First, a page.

How Bizarre We Are!
Short lecture series on models of human biomechanics.
11 Jun 2014 to 13 Jun 2014
Let us look at human movement. Human anatomy is patently complex, and only a sufficiently sophisticated brain (and spinal cord, it turns out) allows us to control our bodies. This heady mix of a complex warrior with a yet more complex charioteer creates curious unintended (?) consequences. We will gallop through rudimentary muscle (and perhaps neuro) physiology, witness some unexpected human motor behavior, and then arrive at current research in human prehension.
Object manipulation in its fullest expression is the hallmark of humankind. We wonder about the nature of the control processes that lead to the dexterity in the human hand despite its complex anatomical structure. We will first look at the interplay between wrist action and object grasping, and then we will see how putative motor control variables for vertical oscillation of a hand-held object can be extracted from the measurements of hand movement and fingertip forces.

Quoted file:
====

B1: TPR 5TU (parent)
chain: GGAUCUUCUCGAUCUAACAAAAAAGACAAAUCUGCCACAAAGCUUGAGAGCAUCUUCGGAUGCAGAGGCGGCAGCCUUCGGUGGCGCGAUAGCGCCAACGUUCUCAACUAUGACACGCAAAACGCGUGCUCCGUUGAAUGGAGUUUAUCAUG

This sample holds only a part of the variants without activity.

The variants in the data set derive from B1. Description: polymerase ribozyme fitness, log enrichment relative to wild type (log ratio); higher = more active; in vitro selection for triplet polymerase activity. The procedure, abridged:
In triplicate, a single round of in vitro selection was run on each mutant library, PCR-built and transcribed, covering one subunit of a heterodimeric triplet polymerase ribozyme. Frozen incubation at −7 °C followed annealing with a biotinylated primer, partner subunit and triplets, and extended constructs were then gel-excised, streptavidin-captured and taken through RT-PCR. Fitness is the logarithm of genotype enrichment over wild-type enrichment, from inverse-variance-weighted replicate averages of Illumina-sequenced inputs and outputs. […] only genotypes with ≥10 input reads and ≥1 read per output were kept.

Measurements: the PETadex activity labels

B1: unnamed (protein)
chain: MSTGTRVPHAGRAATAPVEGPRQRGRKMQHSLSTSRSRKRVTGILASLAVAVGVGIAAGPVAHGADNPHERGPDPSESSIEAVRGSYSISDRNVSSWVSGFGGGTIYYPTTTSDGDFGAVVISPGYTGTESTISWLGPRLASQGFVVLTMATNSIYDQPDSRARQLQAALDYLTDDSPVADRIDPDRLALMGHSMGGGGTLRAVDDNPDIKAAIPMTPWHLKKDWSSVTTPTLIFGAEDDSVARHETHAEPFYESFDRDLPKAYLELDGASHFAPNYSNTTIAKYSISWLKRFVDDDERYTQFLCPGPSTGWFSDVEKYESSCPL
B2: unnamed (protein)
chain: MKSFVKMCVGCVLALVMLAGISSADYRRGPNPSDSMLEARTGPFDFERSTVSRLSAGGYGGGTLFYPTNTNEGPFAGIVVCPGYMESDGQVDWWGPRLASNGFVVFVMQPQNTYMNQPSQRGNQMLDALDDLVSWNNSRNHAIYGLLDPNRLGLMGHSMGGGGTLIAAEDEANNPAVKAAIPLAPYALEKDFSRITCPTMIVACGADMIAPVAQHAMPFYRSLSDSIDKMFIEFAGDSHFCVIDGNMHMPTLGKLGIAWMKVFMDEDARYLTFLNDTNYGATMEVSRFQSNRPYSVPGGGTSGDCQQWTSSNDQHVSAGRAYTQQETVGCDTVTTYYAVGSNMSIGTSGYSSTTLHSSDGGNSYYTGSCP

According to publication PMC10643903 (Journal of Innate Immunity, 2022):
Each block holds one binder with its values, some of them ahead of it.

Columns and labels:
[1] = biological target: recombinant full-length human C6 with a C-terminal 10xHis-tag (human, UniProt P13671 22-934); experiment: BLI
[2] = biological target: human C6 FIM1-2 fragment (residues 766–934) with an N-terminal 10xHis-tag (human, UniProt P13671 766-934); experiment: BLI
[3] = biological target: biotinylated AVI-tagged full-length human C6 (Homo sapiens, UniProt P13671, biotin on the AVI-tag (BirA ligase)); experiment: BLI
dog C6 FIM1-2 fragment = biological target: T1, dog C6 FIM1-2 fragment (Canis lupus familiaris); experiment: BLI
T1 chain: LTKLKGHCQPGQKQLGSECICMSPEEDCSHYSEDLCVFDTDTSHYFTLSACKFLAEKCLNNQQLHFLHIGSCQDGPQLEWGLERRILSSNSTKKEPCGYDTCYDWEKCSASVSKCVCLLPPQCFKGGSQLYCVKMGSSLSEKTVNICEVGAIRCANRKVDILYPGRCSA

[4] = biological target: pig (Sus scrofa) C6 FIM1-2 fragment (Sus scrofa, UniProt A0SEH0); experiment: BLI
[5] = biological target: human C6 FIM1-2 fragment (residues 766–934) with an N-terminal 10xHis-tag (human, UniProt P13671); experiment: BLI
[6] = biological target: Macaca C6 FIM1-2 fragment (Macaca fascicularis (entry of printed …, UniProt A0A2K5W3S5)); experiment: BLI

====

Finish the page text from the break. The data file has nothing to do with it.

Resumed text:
Lecturer: Satyajit Ambike.
Venue: Noumenon Multiphysics.
List of lectures:
|11 Jun 2014||Introduction to biomechanics and motor control|
|12 Jun 2014||The biomechanics of gripping|
|13 Jun 2014||The referent configuration hypothesis|
This lecture series occurred in the past.
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